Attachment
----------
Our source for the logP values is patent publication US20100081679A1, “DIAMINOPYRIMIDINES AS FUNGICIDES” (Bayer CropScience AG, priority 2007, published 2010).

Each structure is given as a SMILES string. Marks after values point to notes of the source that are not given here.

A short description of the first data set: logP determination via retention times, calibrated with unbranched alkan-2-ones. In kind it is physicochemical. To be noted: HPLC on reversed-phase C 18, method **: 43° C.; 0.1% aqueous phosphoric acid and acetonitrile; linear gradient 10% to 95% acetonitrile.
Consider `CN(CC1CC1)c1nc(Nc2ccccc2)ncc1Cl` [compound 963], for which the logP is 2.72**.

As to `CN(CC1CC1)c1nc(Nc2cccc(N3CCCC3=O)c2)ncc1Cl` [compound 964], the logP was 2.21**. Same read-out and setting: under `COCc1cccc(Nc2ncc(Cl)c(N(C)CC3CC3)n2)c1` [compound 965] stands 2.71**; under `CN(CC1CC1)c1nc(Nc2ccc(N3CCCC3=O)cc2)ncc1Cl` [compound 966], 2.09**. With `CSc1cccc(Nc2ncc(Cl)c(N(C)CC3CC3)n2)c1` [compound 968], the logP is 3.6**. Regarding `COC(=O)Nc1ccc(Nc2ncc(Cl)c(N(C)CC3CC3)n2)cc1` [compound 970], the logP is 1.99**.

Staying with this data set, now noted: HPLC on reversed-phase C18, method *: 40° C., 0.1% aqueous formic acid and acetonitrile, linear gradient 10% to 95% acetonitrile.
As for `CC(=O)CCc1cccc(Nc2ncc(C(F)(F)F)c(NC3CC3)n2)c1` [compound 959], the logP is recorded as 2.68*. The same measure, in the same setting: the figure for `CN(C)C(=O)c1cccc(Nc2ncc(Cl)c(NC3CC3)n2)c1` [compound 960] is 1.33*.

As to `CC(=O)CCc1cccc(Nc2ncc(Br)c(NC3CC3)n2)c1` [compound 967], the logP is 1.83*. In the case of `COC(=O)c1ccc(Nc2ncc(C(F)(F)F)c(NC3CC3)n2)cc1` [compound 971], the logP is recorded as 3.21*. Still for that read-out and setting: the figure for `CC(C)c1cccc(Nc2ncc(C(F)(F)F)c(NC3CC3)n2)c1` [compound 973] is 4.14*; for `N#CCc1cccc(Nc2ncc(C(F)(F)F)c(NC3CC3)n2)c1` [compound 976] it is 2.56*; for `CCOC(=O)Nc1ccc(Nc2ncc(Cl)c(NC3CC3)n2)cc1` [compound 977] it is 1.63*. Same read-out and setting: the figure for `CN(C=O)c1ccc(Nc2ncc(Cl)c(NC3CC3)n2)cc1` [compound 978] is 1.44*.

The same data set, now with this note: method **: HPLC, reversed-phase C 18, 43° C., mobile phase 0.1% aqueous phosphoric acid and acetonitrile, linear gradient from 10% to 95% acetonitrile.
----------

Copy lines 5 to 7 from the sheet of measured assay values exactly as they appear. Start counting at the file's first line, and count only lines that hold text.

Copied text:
As to `CN(CC1CC1)c1nc(Nc2cccc(N3CCCC3=O)c2)ncc1Cl` [compound 964], the logP was 2.21**. Same read-out and setting: under `COCc1cccc(Nc2ncc(Cl)c(N(C)CC3CC3)n2)c1` [compound 965] stands 2.71**; under `CN(CC1CC1)c1nc(Nc2ccc(N3CCCC3=O)cc2)ncc1Cl` [compound 966], 2.09**. With `CSc1cccc(Nc2ncc(Cl)c(N(C)CC3CC3)n2)c1` [compound 968], the logP is 3.6**. Regarding `COC(=O)Nc1ccc(Nc2ncc(Cl)c(N(C)CC3CC3)n2)cc1` [compound 970], the logP is 1.99**.

Staying with this data set, now noted: HPLC on reversed-phase C18, method *: 40° C., 0.1% aqueous formic acid and acetonitrile, linear gradient 10% to 95% acetonitrile.
As for `CC(=O)CCc1cccc(Nc2ncc(C(F)(F)F)c(NC3CC3)n2)c1` [compound 959], the logP is recorded as 2.68*. The same measure, in the same setting: the figure for `CN(C)C(=O)c1cccc(Nc2ncc(Cl)c(NC3CC3)n2)c1` [compound 960] is 1.33*.